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sales training: service and repair


Locking in customer loyalty through service and repair


This month, in his regular column for IER, Paul Laville, Managing Director, T21 Training looks at service and repair, and offers some ideas on how you can improve the performance of this side of your business.


I


f you’re a retailer who provides service and repair then you must be onto a


winner because not only does that enable you to offer your customers complete reassurance throughout their journey with you, it also opens up another avenue for selling. Both of these, when properly leveraged, can increase the potential of customers lending you their loyalty, thereby growing their lifetime value to your business. In an age where customers are switching allegiance between retailers at whim, the very idea of customer loyalty has become elusive, almost a Holy Grail, so if you provide service and repairs, a full 360 degree customer journey and experience from pre-sales to after-sales, then you’ll be the one drinking from that cup whilst others are failing to see the Leap of Faith. If it isn’t really working for you, if customers


aren’t buying into your ‘service’ then ask yourself whether or not they really know what it means. If your customers are merely shrugging their shoulders and responding with a nonchalant ‘so what?’ when your sales people try to sell it, then maybe it’s time to overhaul your repair shop and take a look at the value it actually provides.


the first thing to ask


yourself is what does your service offering ‘look like’ to your customers?


The first thing to ask yourself is what does your


service offering ‘look like’ to your customers? What value does it offer them and what are the clear benefits? Then, it’s a question of ‘are those benefits genuine and relevant’? Do they even matter? Be brutal; put yourself in your customers’ shoes and ask yourself why would you buy into your service and repair offering. If the benefits you’ve identified actually don’t matter and they’re not relevant at all, then change them: find out what your customers really want and put what you learn into the mix. If they are relevant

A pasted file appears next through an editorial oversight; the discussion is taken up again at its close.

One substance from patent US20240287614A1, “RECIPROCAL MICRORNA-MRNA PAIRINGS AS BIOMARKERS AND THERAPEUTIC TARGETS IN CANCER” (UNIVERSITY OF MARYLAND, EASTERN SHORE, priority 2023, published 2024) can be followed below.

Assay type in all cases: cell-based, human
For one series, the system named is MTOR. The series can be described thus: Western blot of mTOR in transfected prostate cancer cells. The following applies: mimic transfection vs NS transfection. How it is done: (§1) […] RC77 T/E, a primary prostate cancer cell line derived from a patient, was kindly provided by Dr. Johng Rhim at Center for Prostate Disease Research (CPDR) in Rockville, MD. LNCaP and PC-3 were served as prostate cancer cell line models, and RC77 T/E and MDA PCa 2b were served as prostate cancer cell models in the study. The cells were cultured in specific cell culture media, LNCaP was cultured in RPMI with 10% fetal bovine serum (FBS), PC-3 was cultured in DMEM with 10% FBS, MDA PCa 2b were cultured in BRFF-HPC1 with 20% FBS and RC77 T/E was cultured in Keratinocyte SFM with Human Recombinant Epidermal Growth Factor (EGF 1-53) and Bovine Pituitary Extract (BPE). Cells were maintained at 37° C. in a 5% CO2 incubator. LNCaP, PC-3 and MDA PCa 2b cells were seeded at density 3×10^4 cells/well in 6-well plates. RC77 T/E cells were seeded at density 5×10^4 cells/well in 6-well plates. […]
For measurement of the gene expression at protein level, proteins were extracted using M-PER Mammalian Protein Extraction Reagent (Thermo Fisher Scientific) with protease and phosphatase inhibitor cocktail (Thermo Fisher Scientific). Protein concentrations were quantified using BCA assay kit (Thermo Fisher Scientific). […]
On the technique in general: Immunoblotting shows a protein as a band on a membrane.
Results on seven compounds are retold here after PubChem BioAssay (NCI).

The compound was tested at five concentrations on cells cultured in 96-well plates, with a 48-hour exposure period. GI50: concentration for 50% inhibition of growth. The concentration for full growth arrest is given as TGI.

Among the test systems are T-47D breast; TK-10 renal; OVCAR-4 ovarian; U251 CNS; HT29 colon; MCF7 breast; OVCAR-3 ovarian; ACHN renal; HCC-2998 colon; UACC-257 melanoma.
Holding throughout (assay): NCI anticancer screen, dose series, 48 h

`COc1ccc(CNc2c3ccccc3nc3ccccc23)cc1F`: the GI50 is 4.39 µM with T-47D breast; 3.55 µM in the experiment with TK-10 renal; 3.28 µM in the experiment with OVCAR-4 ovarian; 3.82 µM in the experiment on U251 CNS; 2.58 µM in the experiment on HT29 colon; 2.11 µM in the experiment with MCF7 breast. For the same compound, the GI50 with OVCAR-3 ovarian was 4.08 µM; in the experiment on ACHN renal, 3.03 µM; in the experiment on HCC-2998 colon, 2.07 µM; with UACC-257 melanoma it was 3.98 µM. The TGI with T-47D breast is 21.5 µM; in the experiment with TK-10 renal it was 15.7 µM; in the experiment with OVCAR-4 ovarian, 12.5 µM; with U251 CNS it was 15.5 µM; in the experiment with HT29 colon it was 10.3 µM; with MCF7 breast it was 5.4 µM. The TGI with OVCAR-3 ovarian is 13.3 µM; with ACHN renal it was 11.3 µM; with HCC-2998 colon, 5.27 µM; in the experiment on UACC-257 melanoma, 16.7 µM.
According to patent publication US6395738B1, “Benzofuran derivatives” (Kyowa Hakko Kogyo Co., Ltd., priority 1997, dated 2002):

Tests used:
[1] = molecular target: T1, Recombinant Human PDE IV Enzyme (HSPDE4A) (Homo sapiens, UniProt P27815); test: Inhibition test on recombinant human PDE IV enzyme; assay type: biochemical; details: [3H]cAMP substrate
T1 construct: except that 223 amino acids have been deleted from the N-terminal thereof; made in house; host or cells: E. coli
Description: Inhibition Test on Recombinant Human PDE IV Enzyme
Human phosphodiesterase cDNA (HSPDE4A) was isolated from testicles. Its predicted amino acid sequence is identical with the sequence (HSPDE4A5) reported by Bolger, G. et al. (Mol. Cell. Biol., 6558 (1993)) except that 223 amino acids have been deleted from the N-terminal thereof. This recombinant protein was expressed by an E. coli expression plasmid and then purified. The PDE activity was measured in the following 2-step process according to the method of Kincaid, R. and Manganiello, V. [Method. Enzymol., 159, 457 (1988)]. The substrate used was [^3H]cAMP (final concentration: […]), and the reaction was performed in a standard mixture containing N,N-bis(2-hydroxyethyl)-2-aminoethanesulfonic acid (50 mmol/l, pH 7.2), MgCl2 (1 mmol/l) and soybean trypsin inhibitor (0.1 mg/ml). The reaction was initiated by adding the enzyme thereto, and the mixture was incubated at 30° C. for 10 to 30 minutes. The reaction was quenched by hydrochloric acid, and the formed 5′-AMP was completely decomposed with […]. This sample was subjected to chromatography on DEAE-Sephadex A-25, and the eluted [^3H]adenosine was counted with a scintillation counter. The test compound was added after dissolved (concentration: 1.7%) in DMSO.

show your customers why


buying from a retailer that offers repairs and service can make a difference to them


rapidly, and what works for some people one year may have changed the following year. People are fickle and the competition is fierce. Of course, servicing and repair doesn’t need


knowing that


an authorised, well- recommended service and repair facility is within easy reach can be a critical factor in your customer’s decision to buy


and of value but it’s just not getting through to customers, then take a look at your sales and marketing messages to see whether or not those benefits are communicated clearly, visibly and attractively at the right touchpoints for your business - eg online, on the shop floor, in your point of sale material and so on. Knowing that an authorised, well-


recommended service and repair facility is within easy reach can be a critical factor in your customer’s decision to buy, so rather rely on cliches about ‘peace of mind’ and being ‘authorised by the manufacturer’, spell it out at every opportunity, show your customers why buying from a retailer that offers repairs and service can make a difference to them. In other words, sell it. As strongly as you


would any other benefit your products offer. It’s worth doing the self-analysis from time to


time anyway, because no matter how beneficial you think your service and repair shop is, if your customers don’t continue to understand what they’re getting from it, you might as well turn it into a coffee bar. Also, everything is changing,


38 | www.innovativeelectricalretailing.co.uk


to rely on breakdowns. Ongoing maintenance through regular visits can minimise the pain caused by sudden outages and keep you in touch with your customers. Your service engineers can be trained to sell, to ask questions while they’re conversing in customers’ homes, determine problems, pain-points and offer solutions. It doesn’t have to be a hard sell – which probably wouldn’t be welcomed anyway, either by the engineer or the customer – it’s just a matter of using the rapport that often builds during those situations and spotting opportunities to make your customer’s experience with something better.


ongoing maintenance


through regular visits can minimise the pain caused by sudden outages and keep you in touch with your customers


At the very least your engineers can ask


your customers for feedback, which can be important for not only ensuring that your service and repair offering remains up to date and relevant, but also for prompting those elusive five-star reviews that help new customers trust you enough to pay a visit. It’s all part of ‘aftercare’, which is arguably the most important part of your customer’s experience with your business, and of course it can be a revenue stream in itself. So it’s worthwhile putting in the time and effort to get it right.


December 2019/January 2020


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